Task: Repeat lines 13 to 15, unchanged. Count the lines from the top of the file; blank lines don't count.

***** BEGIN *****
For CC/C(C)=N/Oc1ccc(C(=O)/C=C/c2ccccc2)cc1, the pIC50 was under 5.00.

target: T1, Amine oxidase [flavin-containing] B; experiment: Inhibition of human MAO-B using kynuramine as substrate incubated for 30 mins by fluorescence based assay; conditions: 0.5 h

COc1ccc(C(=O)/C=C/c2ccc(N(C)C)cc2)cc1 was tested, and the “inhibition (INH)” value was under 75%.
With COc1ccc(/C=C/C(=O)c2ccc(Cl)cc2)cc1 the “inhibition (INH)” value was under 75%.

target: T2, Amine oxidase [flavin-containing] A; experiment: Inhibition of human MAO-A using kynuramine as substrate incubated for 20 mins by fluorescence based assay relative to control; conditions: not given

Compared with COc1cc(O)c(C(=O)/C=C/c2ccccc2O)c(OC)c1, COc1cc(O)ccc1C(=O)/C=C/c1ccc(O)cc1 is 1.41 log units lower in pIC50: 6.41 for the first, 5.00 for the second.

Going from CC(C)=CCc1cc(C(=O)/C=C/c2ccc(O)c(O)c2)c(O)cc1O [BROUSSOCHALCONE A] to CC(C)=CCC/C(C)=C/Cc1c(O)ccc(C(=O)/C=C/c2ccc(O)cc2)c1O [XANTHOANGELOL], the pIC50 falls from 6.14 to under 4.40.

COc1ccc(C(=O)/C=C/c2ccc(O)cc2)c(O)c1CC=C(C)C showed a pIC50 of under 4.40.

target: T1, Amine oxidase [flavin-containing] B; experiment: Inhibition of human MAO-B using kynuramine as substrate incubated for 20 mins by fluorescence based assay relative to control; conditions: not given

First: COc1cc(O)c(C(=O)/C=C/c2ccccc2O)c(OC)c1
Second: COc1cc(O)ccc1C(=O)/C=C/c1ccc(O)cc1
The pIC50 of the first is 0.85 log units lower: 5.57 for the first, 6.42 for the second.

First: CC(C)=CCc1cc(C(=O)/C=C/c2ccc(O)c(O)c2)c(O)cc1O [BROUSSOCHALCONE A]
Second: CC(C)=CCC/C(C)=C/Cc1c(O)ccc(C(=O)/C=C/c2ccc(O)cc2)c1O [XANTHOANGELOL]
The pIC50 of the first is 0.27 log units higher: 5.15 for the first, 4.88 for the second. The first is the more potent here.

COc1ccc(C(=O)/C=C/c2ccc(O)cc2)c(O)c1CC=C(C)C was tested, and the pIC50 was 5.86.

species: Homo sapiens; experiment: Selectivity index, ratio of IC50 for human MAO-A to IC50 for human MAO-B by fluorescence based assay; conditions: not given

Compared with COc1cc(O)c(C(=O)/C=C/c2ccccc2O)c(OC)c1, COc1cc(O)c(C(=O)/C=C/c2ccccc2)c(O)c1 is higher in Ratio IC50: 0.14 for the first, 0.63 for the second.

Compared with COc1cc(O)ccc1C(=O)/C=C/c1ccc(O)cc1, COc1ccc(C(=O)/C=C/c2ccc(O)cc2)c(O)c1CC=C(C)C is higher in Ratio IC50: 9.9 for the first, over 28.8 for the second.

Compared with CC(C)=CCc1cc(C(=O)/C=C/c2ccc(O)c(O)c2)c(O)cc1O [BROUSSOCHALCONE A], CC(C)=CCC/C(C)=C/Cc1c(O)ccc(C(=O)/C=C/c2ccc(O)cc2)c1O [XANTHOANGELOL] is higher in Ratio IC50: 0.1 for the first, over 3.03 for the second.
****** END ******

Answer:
First: CC(C)=CCc1cc(C(=O)/C=C/c2ccc(O)c(O)c2)c(O)cc1O [BROUSSOCHALCONE A]
Second: CC(C)=CCC/C(C)=C/Cc1c(O)ccc(C(=O)/C=C/c2ccc(O)cc2)c1O [XANTHOANGELOL]
The pIC50 of the first is 0.27 log units higher: 5.15 for the first, 4.88 for the second. The first is the more potent here.